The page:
|Home Page Commentary 2 October 2000 (Olympics/Napster)|
I didn't watch any of the Olympics. NBC (the National Broadcasting Company) had exclusive rights to the Olympic broadcast here in the United States in 1996, and they did a horrible job. They would spend four minutes showing you a profile of some athlete, telling you about all the hardships he or she had to overcome, and then show the athlete in competition for only thirty seconds. It was truly disgusting.
The day after the Olympics started, I tuned in to a local talk show, and one viewer reported that, in one hour of broadcast time, NBC showed only seventeen minutes of actual competition. The rest was taken up with commercials and filler such as the profiles. Other callers had the same opinion.
NBC has been rewarded with the lowest viewership in all the time they've been doing the Olympics. I hope that, if they get the contract for the 2004 Olympics, they'll have learned their lesson and will change their coverage.
They (or any other network) will get me to watch if they follow this philosophy: We have to do commercials, but other than that, we will show you wall-to-wall competition.
I agree with Jack Valenti, head of the MPAA (Motion Picture Association of America), and the people who represent the RIAA (Recording Industry Association of America)-- Napster is theft. At least, the vast majority of Napster users are using it to rip off copyrighted material.
I also agree with Phyllis Schlafly, the ultra-conservative head of the Eagle Forum, who thinks that the judges should not shut Napster down. Her reasoning is as follows: The company that produces Ritalin (a trademarked and copyrighted name) has copyrighted its literature. If Napster is shut down, this might set a precedent that would allow the makers of this drug to shut down any website that posts warnings about its use, since they would have to use the name and possibly refer to the copyrighted material.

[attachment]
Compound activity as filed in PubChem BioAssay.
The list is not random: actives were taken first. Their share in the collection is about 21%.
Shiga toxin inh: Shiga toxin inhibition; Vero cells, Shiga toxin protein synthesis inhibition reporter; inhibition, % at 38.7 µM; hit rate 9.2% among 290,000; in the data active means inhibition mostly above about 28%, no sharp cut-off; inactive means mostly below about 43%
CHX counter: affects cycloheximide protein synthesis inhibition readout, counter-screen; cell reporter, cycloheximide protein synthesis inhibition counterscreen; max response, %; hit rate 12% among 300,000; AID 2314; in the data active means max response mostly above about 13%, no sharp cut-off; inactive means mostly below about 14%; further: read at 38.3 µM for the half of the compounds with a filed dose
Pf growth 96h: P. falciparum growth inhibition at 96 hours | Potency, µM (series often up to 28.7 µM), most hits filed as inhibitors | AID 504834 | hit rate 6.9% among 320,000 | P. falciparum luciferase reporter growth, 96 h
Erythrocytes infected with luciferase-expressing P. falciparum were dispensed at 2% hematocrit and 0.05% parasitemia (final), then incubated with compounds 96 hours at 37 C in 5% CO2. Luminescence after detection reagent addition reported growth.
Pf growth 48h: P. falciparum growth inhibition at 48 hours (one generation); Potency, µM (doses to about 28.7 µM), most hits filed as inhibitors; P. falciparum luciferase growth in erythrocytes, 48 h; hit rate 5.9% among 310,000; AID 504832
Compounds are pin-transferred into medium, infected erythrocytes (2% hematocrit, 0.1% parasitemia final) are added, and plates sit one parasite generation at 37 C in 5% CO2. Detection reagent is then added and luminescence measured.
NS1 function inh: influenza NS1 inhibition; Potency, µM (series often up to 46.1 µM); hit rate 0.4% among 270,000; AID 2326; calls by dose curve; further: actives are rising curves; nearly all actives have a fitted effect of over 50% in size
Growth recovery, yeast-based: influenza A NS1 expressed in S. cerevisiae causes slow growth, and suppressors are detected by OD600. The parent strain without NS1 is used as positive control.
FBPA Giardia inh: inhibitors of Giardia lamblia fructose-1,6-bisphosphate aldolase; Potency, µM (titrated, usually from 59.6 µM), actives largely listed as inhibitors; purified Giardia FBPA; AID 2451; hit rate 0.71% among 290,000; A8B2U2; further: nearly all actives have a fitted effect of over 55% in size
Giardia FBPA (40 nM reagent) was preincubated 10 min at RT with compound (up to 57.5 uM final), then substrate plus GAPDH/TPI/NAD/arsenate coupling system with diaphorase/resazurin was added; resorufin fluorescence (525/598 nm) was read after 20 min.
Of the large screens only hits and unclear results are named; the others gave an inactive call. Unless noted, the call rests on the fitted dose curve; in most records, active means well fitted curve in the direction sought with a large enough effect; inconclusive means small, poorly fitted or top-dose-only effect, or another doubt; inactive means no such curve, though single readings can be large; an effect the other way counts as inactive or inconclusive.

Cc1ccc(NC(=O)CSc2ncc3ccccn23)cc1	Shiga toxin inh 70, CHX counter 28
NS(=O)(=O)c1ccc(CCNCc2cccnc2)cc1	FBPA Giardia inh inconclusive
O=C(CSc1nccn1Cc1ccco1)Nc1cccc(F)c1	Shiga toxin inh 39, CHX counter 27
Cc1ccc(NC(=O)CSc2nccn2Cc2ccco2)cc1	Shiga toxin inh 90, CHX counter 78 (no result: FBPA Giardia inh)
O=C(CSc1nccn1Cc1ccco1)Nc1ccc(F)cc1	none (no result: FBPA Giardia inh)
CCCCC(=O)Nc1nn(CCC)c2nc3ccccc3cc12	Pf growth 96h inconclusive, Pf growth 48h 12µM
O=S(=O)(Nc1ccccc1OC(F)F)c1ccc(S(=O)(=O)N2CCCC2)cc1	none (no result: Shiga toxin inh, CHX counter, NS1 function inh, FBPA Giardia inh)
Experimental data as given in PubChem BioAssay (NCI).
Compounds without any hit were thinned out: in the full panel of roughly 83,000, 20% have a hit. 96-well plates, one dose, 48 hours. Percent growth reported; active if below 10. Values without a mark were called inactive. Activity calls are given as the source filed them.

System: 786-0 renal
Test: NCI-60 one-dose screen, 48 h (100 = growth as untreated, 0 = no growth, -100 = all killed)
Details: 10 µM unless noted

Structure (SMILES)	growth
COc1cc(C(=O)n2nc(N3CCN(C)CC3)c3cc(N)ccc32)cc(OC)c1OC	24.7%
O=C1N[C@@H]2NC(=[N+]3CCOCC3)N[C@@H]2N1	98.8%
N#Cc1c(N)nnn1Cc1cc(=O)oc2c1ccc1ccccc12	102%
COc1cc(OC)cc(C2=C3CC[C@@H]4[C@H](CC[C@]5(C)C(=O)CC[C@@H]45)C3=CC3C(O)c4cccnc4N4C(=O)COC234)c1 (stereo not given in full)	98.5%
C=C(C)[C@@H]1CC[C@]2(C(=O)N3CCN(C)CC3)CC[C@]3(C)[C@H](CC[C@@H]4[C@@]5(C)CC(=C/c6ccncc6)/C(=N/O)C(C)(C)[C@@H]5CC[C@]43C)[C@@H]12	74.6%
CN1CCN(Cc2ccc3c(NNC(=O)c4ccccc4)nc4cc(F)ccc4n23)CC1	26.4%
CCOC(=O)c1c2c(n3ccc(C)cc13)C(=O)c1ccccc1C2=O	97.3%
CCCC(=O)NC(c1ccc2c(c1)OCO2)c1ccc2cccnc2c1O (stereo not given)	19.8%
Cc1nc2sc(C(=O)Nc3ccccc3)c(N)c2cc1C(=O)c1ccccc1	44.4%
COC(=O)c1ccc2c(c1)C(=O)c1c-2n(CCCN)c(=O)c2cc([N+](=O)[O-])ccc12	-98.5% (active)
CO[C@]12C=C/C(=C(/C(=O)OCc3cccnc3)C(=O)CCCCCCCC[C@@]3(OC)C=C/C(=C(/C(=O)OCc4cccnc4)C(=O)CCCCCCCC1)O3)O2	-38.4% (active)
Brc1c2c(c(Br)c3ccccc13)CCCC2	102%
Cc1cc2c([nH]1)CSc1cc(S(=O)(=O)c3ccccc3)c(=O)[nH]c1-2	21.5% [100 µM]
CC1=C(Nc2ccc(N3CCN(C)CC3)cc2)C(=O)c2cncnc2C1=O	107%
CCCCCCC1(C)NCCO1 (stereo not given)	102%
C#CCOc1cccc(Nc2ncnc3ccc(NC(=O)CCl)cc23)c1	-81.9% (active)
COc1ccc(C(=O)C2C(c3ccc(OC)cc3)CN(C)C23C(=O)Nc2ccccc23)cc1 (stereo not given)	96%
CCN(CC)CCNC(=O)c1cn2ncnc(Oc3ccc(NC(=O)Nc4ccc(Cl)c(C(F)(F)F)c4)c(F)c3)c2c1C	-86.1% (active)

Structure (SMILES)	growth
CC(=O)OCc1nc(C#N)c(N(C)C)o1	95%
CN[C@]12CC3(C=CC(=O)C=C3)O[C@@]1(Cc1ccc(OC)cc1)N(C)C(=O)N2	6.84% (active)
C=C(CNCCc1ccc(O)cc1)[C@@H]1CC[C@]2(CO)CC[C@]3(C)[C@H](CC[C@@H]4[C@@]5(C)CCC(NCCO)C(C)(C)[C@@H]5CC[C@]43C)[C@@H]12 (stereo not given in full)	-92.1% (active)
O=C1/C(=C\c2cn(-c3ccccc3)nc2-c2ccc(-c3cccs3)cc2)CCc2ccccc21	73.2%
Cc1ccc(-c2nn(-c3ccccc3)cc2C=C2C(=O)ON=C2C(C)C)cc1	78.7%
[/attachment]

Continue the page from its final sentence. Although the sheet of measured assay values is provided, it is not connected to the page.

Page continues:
I think the fair use doctrine would address the issue that Ms. Schlafly raises, but that's not the main point I wish to make here. The fact that Ms. Schlafly is on the same side of an issue as bands such as Smashing Pumpkins and Limp Bizkit is also remarkable, but, again, not the point.
The point is that we must always be clear to separate the message from the messenger. If the town drunk tells children to avoid alcohol because it's not good for their health, he may be a hypocrite, but that does not make his message invalid. Alcohol is bad for a child's health. they will ruin is a hypocrite, but he's not wrong. Similarly, even though the RIAA has a most miserly view of how recording artists should be recompensed for their work, their point in regard to Napster is valid. Although I find Ms. Schlafly's opinions on many other issues to be reprehensible, her position on this issue merits thought.
For the record (no pun intended): I don't have any MP3 files on my computer. I've never used Napster. I agree with the .sig file that says, If I wanted your website to make noise, I would have wet my finger and dragged it across the monitor.
Let me know what you think.
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